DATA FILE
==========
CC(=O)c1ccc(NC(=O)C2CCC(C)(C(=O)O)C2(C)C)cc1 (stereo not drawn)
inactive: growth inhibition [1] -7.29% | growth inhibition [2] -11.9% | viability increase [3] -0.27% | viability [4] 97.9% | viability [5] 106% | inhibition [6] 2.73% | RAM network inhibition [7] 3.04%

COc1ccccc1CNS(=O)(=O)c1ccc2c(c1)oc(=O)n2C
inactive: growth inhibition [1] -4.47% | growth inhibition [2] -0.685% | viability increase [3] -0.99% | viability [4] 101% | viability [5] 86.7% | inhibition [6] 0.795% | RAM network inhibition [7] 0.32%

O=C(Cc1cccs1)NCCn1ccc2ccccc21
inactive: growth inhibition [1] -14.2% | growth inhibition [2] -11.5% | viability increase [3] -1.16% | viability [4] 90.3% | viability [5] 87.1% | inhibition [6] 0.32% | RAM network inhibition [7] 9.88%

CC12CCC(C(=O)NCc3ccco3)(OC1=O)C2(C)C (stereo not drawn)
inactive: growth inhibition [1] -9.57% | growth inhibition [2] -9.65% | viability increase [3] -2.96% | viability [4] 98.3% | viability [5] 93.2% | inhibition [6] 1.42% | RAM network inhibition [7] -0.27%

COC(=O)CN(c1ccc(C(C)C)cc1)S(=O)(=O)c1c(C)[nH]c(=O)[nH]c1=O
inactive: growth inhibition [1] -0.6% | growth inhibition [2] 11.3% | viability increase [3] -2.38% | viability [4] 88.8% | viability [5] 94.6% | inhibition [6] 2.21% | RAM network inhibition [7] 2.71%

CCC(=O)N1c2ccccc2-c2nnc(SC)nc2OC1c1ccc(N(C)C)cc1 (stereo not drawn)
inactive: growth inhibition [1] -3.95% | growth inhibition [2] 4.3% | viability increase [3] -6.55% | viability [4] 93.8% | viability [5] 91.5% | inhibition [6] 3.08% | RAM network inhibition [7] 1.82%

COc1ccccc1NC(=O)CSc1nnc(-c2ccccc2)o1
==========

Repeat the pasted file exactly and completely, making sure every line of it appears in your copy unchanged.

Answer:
CC(=O)c1ccc(NC(=O)C2CCC(C)(C(=O)O)C2(C)C)cc1 (stereo not drawn)
inactive: growth inhibition [1] -7.29% | growth inhibition [2] -11.9% | viability increase [3] -0.27% | viability [4] 97.9% | viability [5] 106% | inhibition [6] 2.73% | RAM network inhibition [7] 3.04%

COc1ccccc1CNS(=O)(=O)c1ccc2c(c1)oc(=O)n2C
inactive: growth inhibition [1] -4.47% | growth inhibition [2] -0.685% | viability increase [3] -0.99% | viability [4] 101% | viability [5] 86.7% | inhibition [6] 0.795% | RAM network inhibition [7] 0.32%

O=C(Cc1cccs1)NCCn1ccc2ccccc21
inactive: growth inhibition [1] -14.2% | growth inhibition [2] -11.5% | viability increase [3] -1.16% | viability [4] 90.3% | viability [5] 87.1% | inhibition [6] 0.32% | RAM network inhibition [7] 9.88%

CC12CCC(C(=O)NCc3ccco3)(OC1=O)C2(C)C (stereo not drawn)
inactive: growth inhibition [1] -9.57% | growth inhibition [2] -9.65% | viability increase [3] -2.96% | viability [4] 98.3% | viability [5] 93.2% | inhibition [6] 1.42% | RAM network inhibition [7] -0.27%

COC(=O)CN(c1ccc(C(C)C)cc1)S(=O)(=O)c1c(C)[nH]c(=O)[nH]c1=O
inactive: growth inhibition [1] -0.6% | growth inhibition [2] 11.3% | viability increase [3] -2.38% | viability [4] 88.8% | viability [5] 94.6% | inhibition [6] 2.21% | RAM network inhibition [7] 2.71%

CCC(=O)N1c2ccccc2-c2nnc(SC)nc2OC1c1ccc(N(C)C)cc1 (stereo not drawn)
inactive: growth inhibition [1] -3.95% | growth inhibition [2] 4.3% | viability increase [3] -6.55% | viability [4] 93.8% | viability [5] 91.5% | inhibition [6] 3.08% | RAM network inhibition [7] 1.82%

COc1ccccc1NC(=O)CSc1nnc(-c2ccccc2)o1